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Ανοικτή επιστολή στον Roger Crowley της βρετανικής ‘Times’ 11/10/2009

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O Roger Crowley [πηγή: Αντιφωνητής]

‘Αντιφωνητής’
«An Open Letter to Roger Crowley»
08 Αυγούστου 2009

Απάντηση στον ιστορικό Roger Crowley για το άρθρο του με τίτλο «Η Σύγχρονη Ιστορία της Βόρειας Κύπρου» που τυπώθηκε στους Times του Λονδίνου στις 8 Αυγούστου, 2009.

Dear Mr. Crowley,

This is in response to your article titled «The modern history of northern Cyprus» (Times, August 8, 2009). In writing this letter, I don’t imagine that I will convince you of anything but I do hope to make a few things clear to you and your readers.

To begin with, there is a great paradox here between your title and your actual content. You claim you will speak of the modern history of «northern Cyprus» whereas most of your article deals with the Venetians, the Ottomans, and, mostly, with many ruins (amidst so many ruins, where are the people?). Your point, of course, is to tell us that time has somehow stopped in this god forsaken place–as you probably know, other Orientalists have claimed the same before you. They have also used the same stereotypical expressions that you are using such as «Levantine sloth» or «I have an unnerving feeling that if I fall asleep here I may not wake up for 100 years – and it will look much the same.» And they have similarly de-populated distant and exotic lands (preferring to speak of ruins rather than people). At least your orientalist spirit is unbiased as you recall your teaching days in Turkey where you were traveling by donkey and where the natives spoke bad English and they were confusing donkeys with monkeys (how funny).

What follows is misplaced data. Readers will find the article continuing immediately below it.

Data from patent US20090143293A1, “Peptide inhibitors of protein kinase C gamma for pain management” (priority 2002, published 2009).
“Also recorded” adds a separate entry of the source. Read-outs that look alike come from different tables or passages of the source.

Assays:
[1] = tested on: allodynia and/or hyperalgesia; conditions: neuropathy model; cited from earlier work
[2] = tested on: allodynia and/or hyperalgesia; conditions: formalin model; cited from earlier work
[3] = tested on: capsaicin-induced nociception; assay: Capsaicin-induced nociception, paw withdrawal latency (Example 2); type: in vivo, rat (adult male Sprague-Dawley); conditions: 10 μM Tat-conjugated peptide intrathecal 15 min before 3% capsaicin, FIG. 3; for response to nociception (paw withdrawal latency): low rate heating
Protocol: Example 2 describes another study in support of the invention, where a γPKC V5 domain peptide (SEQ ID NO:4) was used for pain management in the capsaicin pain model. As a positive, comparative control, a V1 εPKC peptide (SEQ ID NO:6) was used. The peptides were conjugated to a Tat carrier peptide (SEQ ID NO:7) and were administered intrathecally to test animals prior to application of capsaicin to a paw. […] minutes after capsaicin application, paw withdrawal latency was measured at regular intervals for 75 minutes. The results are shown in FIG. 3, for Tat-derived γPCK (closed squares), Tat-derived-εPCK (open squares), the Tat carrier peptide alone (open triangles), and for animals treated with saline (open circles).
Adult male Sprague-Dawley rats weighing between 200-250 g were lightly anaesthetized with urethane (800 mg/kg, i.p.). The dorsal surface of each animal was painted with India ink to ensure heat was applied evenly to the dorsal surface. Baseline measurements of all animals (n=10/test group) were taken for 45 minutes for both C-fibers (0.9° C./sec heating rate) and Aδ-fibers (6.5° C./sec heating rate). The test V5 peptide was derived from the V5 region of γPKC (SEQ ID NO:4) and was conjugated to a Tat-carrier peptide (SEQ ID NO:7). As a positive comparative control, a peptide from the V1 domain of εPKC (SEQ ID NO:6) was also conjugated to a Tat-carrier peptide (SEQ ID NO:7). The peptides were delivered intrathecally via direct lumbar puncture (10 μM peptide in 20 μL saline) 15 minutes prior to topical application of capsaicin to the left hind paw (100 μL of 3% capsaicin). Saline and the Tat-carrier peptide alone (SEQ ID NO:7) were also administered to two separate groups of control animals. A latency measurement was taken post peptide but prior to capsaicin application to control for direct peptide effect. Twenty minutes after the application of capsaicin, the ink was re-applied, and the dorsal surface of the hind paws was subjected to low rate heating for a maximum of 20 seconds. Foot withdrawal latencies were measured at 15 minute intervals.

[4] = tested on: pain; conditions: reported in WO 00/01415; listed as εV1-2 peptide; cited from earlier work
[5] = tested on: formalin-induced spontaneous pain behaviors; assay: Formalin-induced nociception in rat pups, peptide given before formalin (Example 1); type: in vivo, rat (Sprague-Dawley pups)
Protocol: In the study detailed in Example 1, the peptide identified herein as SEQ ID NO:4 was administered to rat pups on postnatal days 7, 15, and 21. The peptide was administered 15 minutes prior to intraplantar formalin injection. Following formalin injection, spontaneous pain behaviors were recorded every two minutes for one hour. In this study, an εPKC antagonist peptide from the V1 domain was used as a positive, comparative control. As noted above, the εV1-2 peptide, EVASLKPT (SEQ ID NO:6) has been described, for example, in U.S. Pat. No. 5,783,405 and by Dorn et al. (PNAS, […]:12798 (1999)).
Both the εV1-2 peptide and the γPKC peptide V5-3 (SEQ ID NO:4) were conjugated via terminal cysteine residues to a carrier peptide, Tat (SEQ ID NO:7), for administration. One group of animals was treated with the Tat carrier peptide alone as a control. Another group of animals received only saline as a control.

When you see Famagusta, once a flourishing city and now, as a result of the invasion, a ghost town, your orientalist senses are overstimulated: «Within [the city of Famagusta], I step into a sepia photograph, hardly touched by modern life.» Famagusta was the top tourist destination in Cyprus prior to the Turkish invasion and occupation. If it hasn’t been touched by time ,it is not because of some Levantine sloth or because of the natural progress of things in the Mediterranean as you imagine it. It’s because it was captured, sealed and left to rot there by the occupying forces. Yes, the same forces that, as you write, you were enjoying your tea with relishing in the memories of your days in Turkey. But, to continue with your representation of Famagusta, you write:

Airbrush out a few cars and you can imagine you’re back in the 19th century. There’s so much empty space that the British used to play golf inside the town, and they still could. Numerous neglected churches stand in abandoned grassy lots. The buildings comprise a jumble of styles.